> > a solution for rendering of *existing* Hebrew texts that include
> > sequences of HebrewLetter+HyphenMinus+Number, nor does it provide a
> > solution for entry of such sequences with current systems that do not
> > map the Hebrew Punctuation Maqaf to the keyboard.
> >
> > Any objections to the above conclusion?
> >
> > Prog.
> >
> > On Sun, 24 Aug 2003 19:18:04 +0200, bidi@prognathous.mail-
> > central.com said:
> > >
> > > On Sun, 24 Aug 2003 16:27:31 +0200, "Jony Rosenne"
> > > <rosennej@qsm.co.il> said:
> > > > For Hebrew, the Maqaf should be used.
> > >
> > > I fully agree that the Maqaf should be used. In fact, I actually
> > > created a customized Hebrew keymap that replaces the non-numpad Hyphen-
> > > Minus with the Maqaf, and this is what I use when writing Hebrew,
> > > but... there are massive amounts of *existing* texts that use Hyphen-
> > > Minus instead (virtually all of them). What will be their fate?
> > > "are they doomed forever to render wrongly under applications that
> > > use the Unicode BiDi algorithm?"
> > >
> > > > Handling the change and the conversion has not been seriously
> > > > tackled in any major environment.
> > >
> > > I'm working on it, but there are currently several obstacles that
> > > complicate this campaign:
> > > 1. Badly rendered Maqaf glyphs in most common fonts (it's usually
> > >    too high). http://exego.net/forums/showMessage.asp?i=9320&qs=
> > > 2. The Maqaf and some other punctuation marks are not included in
> > >    the Israeli Keyboard Layout Standard (SI-1452). This may
> > >    hopefully change, but it takes time to convince everyone on TC-
> > >    2109 that adding these marks would be a worthwhile move.
> > > 3. It may not be easy to educate users to accept and use the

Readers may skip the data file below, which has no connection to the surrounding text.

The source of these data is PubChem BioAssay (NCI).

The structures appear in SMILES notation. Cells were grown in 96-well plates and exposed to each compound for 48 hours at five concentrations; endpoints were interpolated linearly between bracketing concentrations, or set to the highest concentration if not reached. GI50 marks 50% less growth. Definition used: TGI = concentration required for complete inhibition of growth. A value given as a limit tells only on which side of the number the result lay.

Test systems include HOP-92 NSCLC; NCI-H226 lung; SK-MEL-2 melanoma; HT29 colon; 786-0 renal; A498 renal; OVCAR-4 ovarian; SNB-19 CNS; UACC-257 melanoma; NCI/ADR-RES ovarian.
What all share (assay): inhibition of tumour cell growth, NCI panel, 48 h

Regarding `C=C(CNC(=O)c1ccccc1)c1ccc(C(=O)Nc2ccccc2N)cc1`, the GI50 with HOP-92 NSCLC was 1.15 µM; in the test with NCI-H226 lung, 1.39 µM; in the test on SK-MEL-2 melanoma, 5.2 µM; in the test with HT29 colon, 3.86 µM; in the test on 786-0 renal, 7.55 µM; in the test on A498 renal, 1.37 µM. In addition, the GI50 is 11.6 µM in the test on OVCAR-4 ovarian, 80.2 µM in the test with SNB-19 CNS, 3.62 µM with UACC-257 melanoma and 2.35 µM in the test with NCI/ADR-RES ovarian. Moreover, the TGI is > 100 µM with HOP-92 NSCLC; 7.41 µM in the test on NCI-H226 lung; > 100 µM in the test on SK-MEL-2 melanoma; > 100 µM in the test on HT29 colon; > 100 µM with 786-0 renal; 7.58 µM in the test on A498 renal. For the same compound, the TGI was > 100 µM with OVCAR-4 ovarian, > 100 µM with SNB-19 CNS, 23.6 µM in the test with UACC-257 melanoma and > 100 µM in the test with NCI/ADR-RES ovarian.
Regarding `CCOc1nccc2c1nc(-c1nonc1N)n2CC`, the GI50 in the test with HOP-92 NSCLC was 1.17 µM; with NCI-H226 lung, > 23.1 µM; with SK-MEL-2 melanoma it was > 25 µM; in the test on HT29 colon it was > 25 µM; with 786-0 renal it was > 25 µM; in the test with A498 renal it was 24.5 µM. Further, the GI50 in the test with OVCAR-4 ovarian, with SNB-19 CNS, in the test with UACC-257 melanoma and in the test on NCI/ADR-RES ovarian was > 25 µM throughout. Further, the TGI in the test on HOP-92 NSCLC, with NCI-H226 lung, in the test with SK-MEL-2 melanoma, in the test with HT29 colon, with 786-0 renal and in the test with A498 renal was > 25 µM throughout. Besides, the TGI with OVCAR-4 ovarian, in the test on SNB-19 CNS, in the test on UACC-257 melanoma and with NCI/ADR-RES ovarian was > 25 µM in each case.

> > >    correct Hebrew punctuation marks, instead of foreign ones.
> > > 4. Data integrity issues have to be taken into consideration (e.g.
> > >    searching Hebrew texts for Maqaf/Minus, Geresh/Apostrophe, and
> > >    Gershaim/Quotes)
> > >
> > > All of these points are important and once solved, would mean that
> > > the Maqaf could be a viable solution, but the fate of existing
> > > texts is just as important (and is the main subject of this
> > > thread).
> > >
> > > Any suggestions?
> > >
> > > Prog.
> > >
> > >
> > > >
> > > > Jony
> > > >
> > > > > -----Original Message----- From: www-international-
> > > > > request@w3.org [mailto:www-international-request@w3.org] On
> > > > > Behalf Of bidi@prognathous.mail-central.com Sent: Wednesday,
> > > > > August 20, 2003
> > > > > 12:23 AM To: www-international@w3.org Subject: The fate of
> > > > >    Hebrew texts with Hyphen-Minus instead of Maqaf
> > > > >
> > > > >
> > > > >
> > > > > For the sake of the argument, let's assume that Hebrew
> > > > > Punctuation Maqaf is now part of the official keyboard layout;
> > > > > that it is implemented well (both in fonts and keymap) in all
> > > > > major operating systems; and that users of Hebrew accept the
> > > > > new addition and start to use it from then on. What will be the
> > > > > fate of all Hebrew texts that used Hyphen-Minus instead? are
> > > > > they doomed forever to render wrongly under applications that
> > > > > use the Unicode BiDi algorithm? by wrong, I strictly refer to
> > > > > the way the original authors intended them to render.
> > > > >
> > > > > Further discussion about this problem can be found here:
> > > > > > http://bugzilla.mozilla.org/show_bug.cgi?id=73251#c32
> > > > >
> > > > > Prog.
> > > > >
> > > > >
> > > > >
> > > >
> > > >
> > >
> >
> >
>
Received on Tuesday, 16 September 2003 18:15:02 GMT